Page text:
Author Spotlights

Author Spotlight – Max Porter

Max Porter Books

Max Porter’s debut, Grief is the Thing with Feathers, packs a tremendous punch within its one hundred and fourteen pages. Hosting a unique, innovative style, the book explores themes such as grief, love and healing masterfully. The character of the crow is both obnoxious and subtle simultaneously, reflecting the unpredictability of grief.
There is a certain musicality to both of Porter’s books that makes them feel almost like poetry. For me, this is partially due to the typography and the language. Porter is almost playful with his language, especially in Lanny and it somewhat resembles the books I read as a child by Roald Dahl et al.
I recently attended Max Porter’s book signing where he discussed, in depth, his new book Lanny. This experience further added to the magic of the book as I listened to other peoples’ interpretations and compared them with my own. Furthermore, hearing the author read aloud from the book added to my thoughts about it holding both auditory value as well as visual value.
Lanny is a short book about a young boy, who is different and special in some way and whose mother encourages him to take art lessons from a local artist. A lovely relationship blossoms between them, but when Lanny suddenly goes missing, people begin to claim there was a more sordid element to their friendship. The book explores the reactions of the village residents and contains a magical realism element, that works extremely well for me.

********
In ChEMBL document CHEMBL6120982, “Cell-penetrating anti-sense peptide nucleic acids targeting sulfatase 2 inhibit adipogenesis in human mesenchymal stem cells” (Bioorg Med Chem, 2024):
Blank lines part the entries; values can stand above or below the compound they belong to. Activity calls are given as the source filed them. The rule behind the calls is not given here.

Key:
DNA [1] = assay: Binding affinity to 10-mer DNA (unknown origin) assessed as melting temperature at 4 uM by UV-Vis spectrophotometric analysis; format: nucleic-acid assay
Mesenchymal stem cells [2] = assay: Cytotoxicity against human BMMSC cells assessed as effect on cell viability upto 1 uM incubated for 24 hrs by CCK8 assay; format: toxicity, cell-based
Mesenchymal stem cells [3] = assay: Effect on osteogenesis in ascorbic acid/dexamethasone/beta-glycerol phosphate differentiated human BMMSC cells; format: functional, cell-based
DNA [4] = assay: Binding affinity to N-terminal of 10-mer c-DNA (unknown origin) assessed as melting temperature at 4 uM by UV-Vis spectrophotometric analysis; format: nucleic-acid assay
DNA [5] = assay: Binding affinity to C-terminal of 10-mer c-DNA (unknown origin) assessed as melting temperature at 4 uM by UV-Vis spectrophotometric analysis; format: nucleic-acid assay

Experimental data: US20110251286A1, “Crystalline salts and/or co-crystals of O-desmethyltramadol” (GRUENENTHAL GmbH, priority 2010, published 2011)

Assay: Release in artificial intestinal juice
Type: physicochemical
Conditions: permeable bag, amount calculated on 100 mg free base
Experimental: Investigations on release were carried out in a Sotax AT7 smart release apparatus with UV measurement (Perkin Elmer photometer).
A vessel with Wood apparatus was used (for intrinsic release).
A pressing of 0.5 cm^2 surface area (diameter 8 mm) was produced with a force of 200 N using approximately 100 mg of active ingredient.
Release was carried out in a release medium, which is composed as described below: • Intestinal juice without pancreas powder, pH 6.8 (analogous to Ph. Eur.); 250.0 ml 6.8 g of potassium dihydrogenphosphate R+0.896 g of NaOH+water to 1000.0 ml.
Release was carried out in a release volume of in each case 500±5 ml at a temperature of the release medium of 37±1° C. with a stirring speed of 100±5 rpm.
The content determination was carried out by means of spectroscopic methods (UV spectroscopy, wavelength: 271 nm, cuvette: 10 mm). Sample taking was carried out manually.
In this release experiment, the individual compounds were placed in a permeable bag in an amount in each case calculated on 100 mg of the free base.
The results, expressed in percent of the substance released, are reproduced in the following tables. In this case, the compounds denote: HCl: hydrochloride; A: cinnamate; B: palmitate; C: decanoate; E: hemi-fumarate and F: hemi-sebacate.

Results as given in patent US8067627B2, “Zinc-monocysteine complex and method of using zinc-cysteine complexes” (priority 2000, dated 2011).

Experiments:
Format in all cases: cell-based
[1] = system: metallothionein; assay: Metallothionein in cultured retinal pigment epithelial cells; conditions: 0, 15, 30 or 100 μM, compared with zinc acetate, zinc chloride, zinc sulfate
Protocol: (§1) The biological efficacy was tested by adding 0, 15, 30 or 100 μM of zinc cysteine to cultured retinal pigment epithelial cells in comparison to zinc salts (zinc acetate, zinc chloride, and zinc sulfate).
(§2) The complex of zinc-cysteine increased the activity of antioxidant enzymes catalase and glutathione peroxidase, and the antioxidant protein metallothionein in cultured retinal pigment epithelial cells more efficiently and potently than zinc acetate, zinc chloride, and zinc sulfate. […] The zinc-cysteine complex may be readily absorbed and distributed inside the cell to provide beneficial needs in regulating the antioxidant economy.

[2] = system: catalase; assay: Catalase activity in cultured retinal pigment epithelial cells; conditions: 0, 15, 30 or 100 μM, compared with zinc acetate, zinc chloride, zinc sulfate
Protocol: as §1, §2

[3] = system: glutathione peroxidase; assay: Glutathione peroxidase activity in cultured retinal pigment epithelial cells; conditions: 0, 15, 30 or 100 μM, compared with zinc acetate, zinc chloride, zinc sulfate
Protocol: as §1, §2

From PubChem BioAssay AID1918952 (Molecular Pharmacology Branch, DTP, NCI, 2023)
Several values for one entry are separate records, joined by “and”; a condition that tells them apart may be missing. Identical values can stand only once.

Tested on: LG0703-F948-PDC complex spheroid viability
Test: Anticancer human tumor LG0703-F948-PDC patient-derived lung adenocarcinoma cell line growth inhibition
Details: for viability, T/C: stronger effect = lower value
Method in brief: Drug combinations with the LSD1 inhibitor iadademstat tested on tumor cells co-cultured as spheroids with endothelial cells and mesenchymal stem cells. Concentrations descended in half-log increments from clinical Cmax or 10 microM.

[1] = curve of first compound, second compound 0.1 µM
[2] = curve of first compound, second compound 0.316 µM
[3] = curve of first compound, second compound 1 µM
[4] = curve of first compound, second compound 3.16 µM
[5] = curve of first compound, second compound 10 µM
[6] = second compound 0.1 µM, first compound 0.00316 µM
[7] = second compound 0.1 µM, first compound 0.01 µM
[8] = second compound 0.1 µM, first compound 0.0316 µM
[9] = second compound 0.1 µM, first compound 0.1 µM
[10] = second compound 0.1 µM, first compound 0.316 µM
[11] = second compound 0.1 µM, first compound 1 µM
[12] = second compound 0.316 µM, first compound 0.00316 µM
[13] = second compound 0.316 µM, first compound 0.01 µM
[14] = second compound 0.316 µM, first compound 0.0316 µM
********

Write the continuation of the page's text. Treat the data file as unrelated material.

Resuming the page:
Interspersed within the story are excerpts of dialogue from a character named Dead Papa Toothwort, who is an ancient, almost omnipresent being within the village who eavesdrops on the gossip and mundane conversations within this village, all the while, being particularly interested in Lanny. Within these snippets of conversation, we see everything that could possibly be discussed in the average English village, ranging all the way from plants to problematic xenophobia. This was a clever way of pointing out current societal issues without removing any of the whimsy. Furthermore, the experimental format and typography essentially forces people to focus.
Despite both of Porter’s books being short, I never felt as though they lacked substance. Both were full and well-rounded, and both made me feel a range of emotions. It is not often I give a book five stars, but both of these books fully deserve that rating. My partner is not a huge reader of anything other than music-related books, but he started reading Grief is the Thing with Feathers recently and is enjoying it as much as I did.
I sincerely hope the wait for Porter’s third book if not a long one, because I am already excited for more of his writing. I thoroughly recommend reading both Grief is the Thing with Feathers and Lanny, because they are modern masterpieces, both stylistically and linguistically.

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